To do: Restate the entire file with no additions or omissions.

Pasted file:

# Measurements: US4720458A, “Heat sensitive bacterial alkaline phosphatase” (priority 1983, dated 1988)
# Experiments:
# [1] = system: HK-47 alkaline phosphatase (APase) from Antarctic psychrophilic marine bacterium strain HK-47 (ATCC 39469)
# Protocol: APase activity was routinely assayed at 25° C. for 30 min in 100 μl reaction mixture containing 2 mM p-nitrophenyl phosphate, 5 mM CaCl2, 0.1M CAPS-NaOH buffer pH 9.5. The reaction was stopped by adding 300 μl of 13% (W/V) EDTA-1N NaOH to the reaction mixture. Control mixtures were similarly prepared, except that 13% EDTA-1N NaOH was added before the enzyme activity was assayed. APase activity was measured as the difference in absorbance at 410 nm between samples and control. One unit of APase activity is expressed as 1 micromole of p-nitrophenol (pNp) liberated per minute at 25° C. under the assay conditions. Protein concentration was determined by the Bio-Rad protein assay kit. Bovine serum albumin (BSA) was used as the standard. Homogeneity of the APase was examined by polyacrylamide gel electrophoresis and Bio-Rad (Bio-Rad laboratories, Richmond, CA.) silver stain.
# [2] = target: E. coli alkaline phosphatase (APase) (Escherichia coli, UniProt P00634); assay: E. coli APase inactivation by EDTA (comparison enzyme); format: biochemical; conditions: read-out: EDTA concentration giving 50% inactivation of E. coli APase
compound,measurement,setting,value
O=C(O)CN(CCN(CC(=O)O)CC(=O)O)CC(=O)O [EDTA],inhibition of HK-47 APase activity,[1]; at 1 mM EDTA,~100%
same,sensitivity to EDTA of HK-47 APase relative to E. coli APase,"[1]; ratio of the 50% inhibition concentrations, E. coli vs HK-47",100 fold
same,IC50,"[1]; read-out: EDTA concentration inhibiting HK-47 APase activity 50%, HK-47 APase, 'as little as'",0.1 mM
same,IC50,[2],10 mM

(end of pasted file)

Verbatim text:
# Measurements: US4720458A, “Heat sensitive bacterial alkaline phosphatase” (priority 1983, dated 1988)
# Experiments:
# [1] = system: HK-47 alkaline phosphatase (APase) from Antarctic psychrophilic marine bacterium strain HK-47 (ATCC 39469)
# Protocol: APase activity was routinely assayed at 25° C. for 30 min in 100 μl reaction mixture containing 2 mM p-nitrophenyl phosphate, 5 mM CaCl2, 0.1M CAPS-NaOH buffer pH 9.5. The reaction was stopped by adding 300 μl of 13% (W/V) EDTA-1N NaOH to the reaction mixture. Control mixtures were similarly prepared, except that 13% EDTA-1N NaOH was added before the enzyme activity was assayed. APase activity was measured as the difference in absorbance at 410 nm between samples and control. One unit of APase activity is expressed as 1 micromole of p-nitrophenol (pNp) liberated per minute at 25° C. under the assay conditions. Protein concentration was determined by the Bio-Rad protein assay kit. Bovine serum albumin (BSA) was used as the standard. Homogeneity of the APase was examined by polyacrylamide gel electrophoresis and Bio-Rad (Bio-Rad laboratories, Richmond, CA.) silver stain.
# [2] = target: E. coli alkaline phosphatase (APase) (Escherichia coli, UniProt P00634); assay: E. coli APase inactivation by EDTA (comparison enzyme); format: biochemical; conditions: read-out: EDTA concentration giving 50% inactivation of E. coli APase
compound,measurement,setting,value
O=C(O)CN(CCN(CC(=O)O)CC(=O)O)CC(=O)O [EDTA],inhibition of HK-47 APase activity,[1]; at 1 mM EDTA,~100%
same,sensitivity to EDTA of HK-47 APase relative to E. coli APase,"[1]; ratio of the 50% inhibition concentrations, E. coli vs HK-47",100 fold
same,IC50,"[1]; read-out: EDTA concentration inhibiting HK-47 APase activity 50%, HK-47 APase, 'as little as'",0.1 mM
same,IC50,[2],10 mM